One positive thing that has come out of the 2000 presidential race between Al Gore and George W. Bush going down to the wire is that it has force-fed the American electorate on the existence of, and potential mischief involved in, the Electoral College.
Although there was more attention paid by the press and television this time around to the competition in specific battleground states, voters once again were exposed to a steady diet of national polls right up to Election Day professing to say who was ahead in the popular vote, as if it was the decisive factor, which it is not.
Instead, that creaking Neanderthal, the Electoral College, requiring a candidate to win a majority of its 538 electoral votes (270) to be elected, continues to be an accident waiting to happen. Three times in the nation's history, the winner of the popular vote Andrew Jackson in 1824, Samuel Tilden in 1876, and Grover Cleveland in 1888 failed to obtain an electoral-vote majority and lost.
The popular vote matters only state by state, because the candidate who wins it gets all of each state's electoral votes, except in Maine (four votes) and Nebraska (five), which allocate electoral votes by congressional district.
In the face of all the 11th-hour propaganda and self-serving polls emanating from the campaigns, it is wise to remember and adhere to the sage counsel of the late John Mitchell, the Richard Nixon campaign manager, attorney general and Watergate convict who memorably intoned: "Watch what we do, not what we say."
Where Vice President Al Gore and Gov. George W. Bush went in the final days were the best guides to the real shape of the race. As their strategists strove to piece together the 270 electoral votes, they necessarily skipped the states where they were either safely ahead or irreparably behind, focusing on those that remained toss-ups or had to be defended against a serious challenge.
It's customary for candidates to say for public consumption that they are not writing off any state, but as a practical matter that is precisely what they do in the homestretch. That's why you didn't see Al Gore in dependably Republican Indiana in the last days, or George W. Bush in Massachusetts.
If the popular vote were king, the candidates could simply spend their time shuttling from New York and Pennsylvania to Texas and California. Like the infamous Willie Sutton, who said he robbed banks "because that's where the money is," presidential candidates without the existence of the Electoral College would be lured to the mega-states even more than they are today.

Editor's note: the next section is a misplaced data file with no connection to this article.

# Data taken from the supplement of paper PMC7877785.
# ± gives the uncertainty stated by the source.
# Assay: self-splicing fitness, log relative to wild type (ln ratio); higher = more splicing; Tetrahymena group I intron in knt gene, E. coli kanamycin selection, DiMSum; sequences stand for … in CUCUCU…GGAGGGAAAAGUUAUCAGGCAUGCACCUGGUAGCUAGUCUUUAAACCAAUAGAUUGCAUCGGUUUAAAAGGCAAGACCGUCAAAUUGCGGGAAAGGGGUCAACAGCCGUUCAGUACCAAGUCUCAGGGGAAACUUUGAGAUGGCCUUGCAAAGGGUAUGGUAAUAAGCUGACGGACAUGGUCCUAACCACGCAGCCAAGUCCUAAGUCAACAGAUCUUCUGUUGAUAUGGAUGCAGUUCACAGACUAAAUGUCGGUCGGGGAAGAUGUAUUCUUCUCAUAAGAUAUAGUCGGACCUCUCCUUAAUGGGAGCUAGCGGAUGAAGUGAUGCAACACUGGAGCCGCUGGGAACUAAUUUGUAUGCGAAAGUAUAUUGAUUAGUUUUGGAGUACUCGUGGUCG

Instead, the perceived closeness of the race obliged both candidates to try to nickel-and-dime their way to election by courting voters in states with few electoral votes at stake as well as the vote-rich ones. Thus, both Gore and Bush were in Iowa (seven votes) and West Virginia (five) states won by Bill Clinton in 1992 and 1996 in the last days.
In comparisons with previous cliffhanger elections, this one was matched up most frequently with the Kennedy-Nixon race of 1960, which also went down to the wire. But so did Nixon-Humphrey in 1968 and Carter-Ford in 1976. Where they went in the final week measured the state of the race.
Even in Nixon's landslide victory in 1972, where rival George McGovern went in the closing days of the campaign traditional Democratic strongholds like Oregon confirmed his desperate plight. In 1984, the Ronald Reagan forces were focusing at the end on Walter Mondale's home state of Minnesota, so certain were they of their man's re-election. Mondale salvaged it, but it was the only state he won.
One politician rooting for a split decision between Gore and Bush one winning the popular vote and the other the electoral vote was independent Gov. Jesse Ventura of Minnesota. He told voters in the final days of the campaign that such an outcome would force the two major parties to do something about it. But the losses of past popular-vote winners Jackson, Tilden and Cleveland failed to do in the Electoral College, and without a public outcry it's never likely to happen.